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Lot 221. A fine and rare huanghuali recessed-leg painting table, Hua'an, 17th century; 122.5cm (48 1/4in) wide x 73.5cm (29in) deep x 85cm (33 1/2in) high. Estimate HK$ 1,500,000 - 2,000,000 (€ 170,000 - 230,000)Sold for HK$ 2,252,500 (€ 255,948). © Bonhams 2001-2021

The two-panel top set within the wide rectangular frame, above plain aprons and spandrels moulded with beaded, thumb-grooved edge, the whole supported on slightly splayed legs of rounded section and joined by pairs of similar stretchers.

Provenance: Dynasty Gallery Ltd., Connecticut
Mr David W. Reierson, Florida, acquired from the above in 1989.

Note: The recessed-leg table is among the best-known and recognisable forms found in classical Chinese furniture construction. The simple yet elegant lines of the design make it the best epitome of scholars' fondness for unassuming and functional furniture.

The particular use of thick, substantial sections of huanghuali for the top, frame, aprons and legs, and the fine grain and the rich honey-colour tone of the timber, show that it would have been made for a high-rank official or a wealthy literati family.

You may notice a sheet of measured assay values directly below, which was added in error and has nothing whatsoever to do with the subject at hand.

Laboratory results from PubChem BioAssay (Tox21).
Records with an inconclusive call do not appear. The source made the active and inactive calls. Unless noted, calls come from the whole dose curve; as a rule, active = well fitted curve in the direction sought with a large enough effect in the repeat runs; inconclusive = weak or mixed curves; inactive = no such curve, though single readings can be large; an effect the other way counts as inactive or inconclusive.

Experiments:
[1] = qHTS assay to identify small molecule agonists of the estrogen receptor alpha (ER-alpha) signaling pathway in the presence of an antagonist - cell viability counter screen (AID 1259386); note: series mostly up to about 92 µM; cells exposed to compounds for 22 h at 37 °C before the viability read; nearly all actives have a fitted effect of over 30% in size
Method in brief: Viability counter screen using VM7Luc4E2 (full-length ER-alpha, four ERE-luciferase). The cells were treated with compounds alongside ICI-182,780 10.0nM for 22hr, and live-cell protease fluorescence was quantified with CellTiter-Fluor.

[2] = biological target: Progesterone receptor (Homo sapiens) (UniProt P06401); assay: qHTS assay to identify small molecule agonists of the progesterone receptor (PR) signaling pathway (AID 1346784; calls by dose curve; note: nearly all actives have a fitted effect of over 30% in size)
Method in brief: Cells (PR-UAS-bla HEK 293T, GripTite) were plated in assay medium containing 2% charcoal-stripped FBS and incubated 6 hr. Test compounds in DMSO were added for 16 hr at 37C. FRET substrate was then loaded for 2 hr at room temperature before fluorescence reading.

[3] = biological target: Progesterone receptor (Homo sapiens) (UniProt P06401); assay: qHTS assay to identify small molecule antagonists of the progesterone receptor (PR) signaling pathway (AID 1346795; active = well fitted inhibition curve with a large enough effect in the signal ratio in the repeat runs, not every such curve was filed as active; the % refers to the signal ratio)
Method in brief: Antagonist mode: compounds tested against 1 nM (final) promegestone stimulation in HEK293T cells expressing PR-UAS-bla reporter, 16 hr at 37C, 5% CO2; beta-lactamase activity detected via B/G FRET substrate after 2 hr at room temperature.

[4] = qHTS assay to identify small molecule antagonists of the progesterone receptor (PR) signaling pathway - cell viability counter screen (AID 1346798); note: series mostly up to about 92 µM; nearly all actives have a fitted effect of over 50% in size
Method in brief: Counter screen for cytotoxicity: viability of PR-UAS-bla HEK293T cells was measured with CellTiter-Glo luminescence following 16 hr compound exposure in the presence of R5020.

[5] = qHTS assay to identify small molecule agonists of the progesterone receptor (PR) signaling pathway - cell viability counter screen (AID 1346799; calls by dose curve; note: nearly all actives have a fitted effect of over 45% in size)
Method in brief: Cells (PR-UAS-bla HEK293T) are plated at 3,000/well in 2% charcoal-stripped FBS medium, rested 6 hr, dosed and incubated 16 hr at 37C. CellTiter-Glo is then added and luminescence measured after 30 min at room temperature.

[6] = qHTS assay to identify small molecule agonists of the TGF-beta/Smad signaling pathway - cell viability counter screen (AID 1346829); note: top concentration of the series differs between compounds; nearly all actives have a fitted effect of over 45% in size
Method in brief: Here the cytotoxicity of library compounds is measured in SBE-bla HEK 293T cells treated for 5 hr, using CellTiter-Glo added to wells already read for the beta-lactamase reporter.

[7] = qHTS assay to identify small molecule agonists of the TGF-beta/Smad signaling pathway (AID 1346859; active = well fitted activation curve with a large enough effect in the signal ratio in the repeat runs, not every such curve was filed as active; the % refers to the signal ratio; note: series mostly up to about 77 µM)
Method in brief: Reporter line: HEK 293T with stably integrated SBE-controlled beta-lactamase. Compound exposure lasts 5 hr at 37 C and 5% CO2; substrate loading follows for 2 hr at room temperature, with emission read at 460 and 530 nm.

The basic proportions were adaptable to make large and smaller tables, benches and stools. This iconic Ming design is referred to in the 'Classic of Lu Ban' Lu Ban Jing, a carpentry manual dating to the early Ming dynasty, as a 'Character One Table' due to its similarity in profile to the single horizontal stroke of the Chinese character for the number 'one'; see C.Clunas, Chinese Furniture, London, 1988, p.47 Large tables are often inaccurately labelled as painting tables. However, to be considered a practical painting table, such as the present lot, which measures 73.5cm (29 in) deep, the surface must be broad enough to accommodate a large painting and the stationerY associated with painting and calligraphy, such as ink cakes, ink stones, ink holders, water pots, brush rests and washers.

For a similar but narrower (121.9 x 40cm deep) huanghuali recessed-leg table, 17th century, see Wang Shixiang, Mingshi jiaju yanjiu, Beijing, 2007, pl.yi-81. See also another wider but narrower huanghuali painting table (180 x 54cm), 17th century, in the Victoria and Albert Museum, illustrated by C.Clunas, Chinese Furniture, London, 1988, p.46. fig.28. See also a very similar pair of huanghuali painting tables (120 x 73cm), Ming dynasty, illustrated by G. W. Bruce, Ming Furniture Through My Eyes, Beijing, 2016, p.57.

BonhamsFine Chinese Works of Art, Hong Kong, 2 Dec 2021